We should have seen our tendencies to do this as kids. We can only stack two or three blocks before the uncontrollable urge hits us to knock them down.
The higher we build it, the more intense this urge grows to take our open hand and send the blocks flying like shrapnel across the living room.
Soon, we outgrow this tendency. But our inner child stays put when it comes to our creative endeavors — knocking down one project after another like a crazed toddler.
What is this all about?
Looking at my own life, I’ve done this time and time again. It’s like a broken record — and it’s getting really damn old, so I’m calling this part of me (and you) out on the floor right now to shoot it down in public.
This bastard. Whatever the part of us is that licks its chops when it sees any inkling of our success or fulfillment, waiting in the shadows like a coward until we turn our attention elsewhere so it can jump out, blindside us and sabotage our art.
This filthy waste of gray matter lies nowhere but in our own psyches. We must locate it, root it out, and send it packing.
Just when we get on a roll. Just when we start making progress — something in us flinches and tries to talk us out of it.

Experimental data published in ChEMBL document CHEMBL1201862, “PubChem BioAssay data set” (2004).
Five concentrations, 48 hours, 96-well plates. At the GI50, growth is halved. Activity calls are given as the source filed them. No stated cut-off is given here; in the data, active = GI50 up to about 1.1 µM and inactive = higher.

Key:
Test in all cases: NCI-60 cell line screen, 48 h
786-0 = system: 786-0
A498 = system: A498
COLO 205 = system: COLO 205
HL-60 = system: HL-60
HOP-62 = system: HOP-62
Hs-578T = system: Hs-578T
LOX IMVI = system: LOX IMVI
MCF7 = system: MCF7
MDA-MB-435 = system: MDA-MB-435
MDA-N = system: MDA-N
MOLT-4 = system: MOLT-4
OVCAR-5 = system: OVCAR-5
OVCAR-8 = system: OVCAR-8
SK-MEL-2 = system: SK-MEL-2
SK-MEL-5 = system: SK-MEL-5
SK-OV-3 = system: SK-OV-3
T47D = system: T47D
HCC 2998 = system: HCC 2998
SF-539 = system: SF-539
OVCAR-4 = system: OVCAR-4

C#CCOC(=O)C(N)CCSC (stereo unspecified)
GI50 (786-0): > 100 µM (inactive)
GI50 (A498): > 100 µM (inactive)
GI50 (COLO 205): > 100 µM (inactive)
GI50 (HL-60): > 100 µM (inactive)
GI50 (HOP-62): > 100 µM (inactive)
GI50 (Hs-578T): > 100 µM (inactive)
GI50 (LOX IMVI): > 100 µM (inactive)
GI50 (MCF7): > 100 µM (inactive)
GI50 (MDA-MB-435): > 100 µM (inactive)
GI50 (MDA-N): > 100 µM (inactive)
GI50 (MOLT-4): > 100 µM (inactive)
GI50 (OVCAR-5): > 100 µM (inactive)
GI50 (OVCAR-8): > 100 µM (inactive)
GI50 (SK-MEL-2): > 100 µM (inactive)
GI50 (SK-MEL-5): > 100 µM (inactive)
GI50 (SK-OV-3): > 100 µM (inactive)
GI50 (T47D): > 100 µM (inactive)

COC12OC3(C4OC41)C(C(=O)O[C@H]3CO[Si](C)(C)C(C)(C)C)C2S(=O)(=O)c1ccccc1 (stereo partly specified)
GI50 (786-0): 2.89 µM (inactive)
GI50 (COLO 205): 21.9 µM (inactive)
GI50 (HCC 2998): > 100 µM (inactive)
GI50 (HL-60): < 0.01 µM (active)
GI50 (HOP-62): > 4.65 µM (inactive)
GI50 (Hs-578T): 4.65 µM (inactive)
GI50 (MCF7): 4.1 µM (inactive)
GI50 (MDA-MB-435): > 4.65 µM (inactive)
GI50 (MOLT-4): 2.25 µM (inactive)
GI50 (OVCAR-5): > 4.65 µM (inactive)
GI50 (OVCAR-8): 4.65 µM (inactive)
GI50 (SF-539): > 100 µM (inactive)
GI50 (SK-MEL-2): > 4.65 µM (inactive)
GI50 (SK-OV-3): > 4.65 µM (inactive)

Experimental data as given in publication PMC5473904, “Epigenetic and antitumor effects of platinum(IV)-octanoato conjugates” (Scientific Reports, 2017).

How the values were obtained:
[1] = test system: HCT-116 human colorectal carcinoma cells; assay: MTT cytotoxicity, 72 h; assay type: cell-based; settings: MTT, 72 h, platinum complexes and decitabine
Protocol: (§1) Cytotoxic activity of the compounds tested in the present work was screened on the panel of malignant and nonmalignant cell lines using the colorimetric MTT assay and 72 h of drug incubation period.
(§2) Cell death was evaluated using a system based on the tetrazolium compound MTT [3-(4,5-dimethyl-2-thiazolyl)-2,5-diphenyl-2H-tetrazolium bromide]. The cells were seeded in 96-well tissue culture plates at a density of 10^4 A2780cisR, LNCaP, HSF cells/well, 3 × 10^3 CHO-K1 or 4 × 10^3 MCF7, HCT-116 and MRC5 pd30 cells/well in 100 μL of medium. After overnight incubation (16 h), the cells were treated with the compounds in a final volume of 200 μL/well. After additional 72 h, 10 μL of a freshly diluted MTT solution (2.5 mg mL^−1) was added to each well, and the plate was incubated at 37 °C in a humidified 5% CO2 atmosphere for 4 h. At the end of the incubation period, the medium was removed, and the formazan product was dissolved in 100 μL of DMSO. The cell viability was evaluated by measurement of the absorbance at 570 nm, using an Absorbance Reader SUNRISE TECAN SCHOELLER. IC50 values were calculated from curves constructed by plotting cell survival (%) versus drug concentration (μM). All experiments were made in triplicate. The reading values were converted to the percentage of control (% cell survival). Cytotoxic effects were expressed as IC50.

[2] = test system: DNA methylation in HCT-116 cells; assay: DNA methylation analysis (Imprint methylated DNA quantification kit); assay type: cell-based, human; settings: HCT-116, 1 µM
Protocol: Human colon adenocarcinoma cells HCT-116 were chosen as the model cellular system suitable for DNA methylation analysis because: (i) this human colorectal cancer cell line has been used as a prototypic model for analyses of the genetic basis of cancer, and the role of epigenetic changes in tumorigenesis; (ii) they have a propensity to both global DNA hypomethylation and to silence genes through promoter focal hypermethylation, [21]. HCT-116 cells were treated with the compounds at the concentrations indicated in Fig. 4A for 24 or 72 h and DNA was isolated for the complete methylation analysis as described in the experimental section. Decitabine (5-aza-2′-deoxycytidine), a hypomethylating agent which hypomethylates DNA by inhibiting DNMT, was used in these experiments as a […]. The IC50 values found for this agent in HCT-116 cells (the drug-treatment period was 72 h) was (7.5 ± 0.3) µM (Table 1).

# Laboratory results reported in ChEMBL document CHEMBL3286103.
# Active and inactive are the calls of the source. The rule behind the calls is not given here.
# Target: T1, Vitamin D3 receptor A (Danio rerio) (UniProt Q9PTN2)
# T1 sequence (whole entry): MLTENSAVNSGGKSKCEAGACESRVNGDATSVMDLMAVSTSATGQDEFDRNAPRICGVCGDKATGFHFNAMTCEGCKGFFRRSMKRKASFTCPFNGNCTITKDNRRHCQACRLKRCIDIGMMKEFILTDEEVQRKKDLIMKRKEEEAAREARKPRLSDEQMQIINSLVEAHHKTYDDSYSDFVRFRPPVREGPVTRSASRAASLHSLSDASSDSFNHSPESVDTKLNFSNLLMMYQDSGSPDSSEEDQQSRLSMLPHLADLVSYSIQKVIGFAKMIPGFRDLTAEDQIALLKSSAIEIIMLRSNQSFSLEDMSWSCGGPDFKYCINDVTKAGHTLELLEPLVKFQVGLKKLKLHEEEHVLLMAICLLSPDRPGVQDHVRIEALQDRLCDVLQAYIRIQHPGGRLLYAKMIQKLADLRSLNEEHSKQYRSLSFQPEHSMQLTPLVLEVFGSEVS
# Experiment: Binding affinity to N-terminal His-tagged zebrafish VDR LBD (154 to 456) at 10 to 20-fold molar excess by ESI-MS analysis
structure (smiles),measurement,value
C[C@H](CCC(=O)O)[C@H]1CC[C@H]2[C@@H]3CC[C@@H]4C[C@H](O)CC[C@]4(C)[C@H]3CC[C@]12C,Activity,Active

Dude. You’re selling out.
Who the hell are you to do this kind of work?
What if you don’t make any money at it? What would your dad think?
Try doing this (enter tempting distraction here). It’s more ‘you’.
I’m fucking. Over it. Aren’t you?
Why must we satisfy this dark, sadistic part of our beings that gets off on our destruction? That feeds off of our mediocrity and collapse?
Why must we ingratiate this urge to knock the proverbial blocks of our life down? To set fire to months — years — of hard work only to divulge in the tasty emptiness of self-destruction?
I’m done. I’m building this tower high.
Another block. And then another.
My hand opens. Seriously, I want to do it.
But instead of laying waste to my work, I’ll take that same itchy hand… Grab another block… And stack it.
One after the next.
Boring? Maybe. It sure is a lot of fun sending these blocks flying.
But I know the urge will pass. Always does. And when we’re sitting there, blocks strewn about the room, we’re left with the dismembered remains of a body of work that once was... something.
Something to be proud of. Something to show others who care. Something to brighten the darkness in a few small corners of the world.
Don’t do it. Find something else to knock down.